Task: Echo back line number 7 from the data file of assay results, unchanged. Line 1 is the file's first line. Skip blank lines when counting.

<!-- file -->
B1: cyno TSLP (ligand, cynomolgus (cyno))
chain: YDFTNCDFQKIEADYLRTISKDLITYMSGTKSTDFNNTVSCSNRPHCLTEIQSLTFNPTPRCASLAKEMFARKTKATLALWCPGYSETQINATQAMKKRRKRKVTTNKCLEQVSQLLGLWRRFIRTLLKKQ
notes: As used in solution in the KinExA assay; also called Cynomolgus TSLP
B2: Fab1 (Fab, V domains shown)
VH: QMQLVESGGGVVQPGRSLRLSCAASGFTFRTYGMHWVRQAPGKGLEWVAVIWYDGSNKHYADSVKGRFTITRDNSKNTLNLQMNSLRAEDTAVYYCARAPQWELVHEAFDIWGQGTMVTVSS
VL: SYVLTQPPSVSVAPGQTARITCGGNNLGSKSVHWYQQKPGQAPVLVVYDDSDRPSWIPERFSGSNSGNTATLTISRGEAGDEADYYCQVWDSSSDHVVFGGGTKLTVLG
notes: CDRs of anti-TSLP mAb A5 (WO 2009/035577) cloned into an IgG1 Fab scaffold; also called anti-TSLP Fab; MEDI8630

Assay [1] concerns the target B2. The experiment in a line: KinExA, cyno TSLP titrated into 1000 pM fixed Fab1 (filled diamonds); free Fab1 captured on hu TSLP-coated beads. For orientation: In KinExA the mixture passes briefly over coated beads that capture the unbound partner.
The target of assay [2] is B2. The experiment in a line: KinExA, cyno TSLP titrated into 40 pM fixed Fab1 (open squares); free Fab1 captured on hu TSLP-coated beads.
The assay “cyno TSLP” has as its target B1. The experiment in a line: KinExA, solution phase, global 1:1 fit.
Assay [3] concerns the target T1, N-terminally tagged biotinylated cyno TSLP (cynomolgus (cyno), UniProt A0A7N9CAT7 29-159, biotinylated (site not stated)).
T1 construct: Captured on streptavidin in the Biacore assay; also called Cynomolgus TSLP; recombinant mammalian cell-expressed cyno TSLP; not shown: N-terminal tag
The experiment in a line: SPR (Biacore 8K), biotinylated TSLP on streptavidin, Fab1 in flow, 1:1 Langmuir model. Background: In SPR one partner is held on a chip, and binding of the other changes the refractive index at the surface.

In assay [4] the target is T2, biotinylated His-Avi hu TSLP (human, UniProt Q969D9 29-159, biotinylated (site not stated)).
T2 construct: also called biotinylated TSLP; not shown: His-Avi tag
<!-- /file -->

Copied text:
notes: CDRs of anti-TSLP mAb A5 (WO 2009/035577) cloned into an IgG1 Fab scaffold; also called anti-TSLP Fab; MEDI8630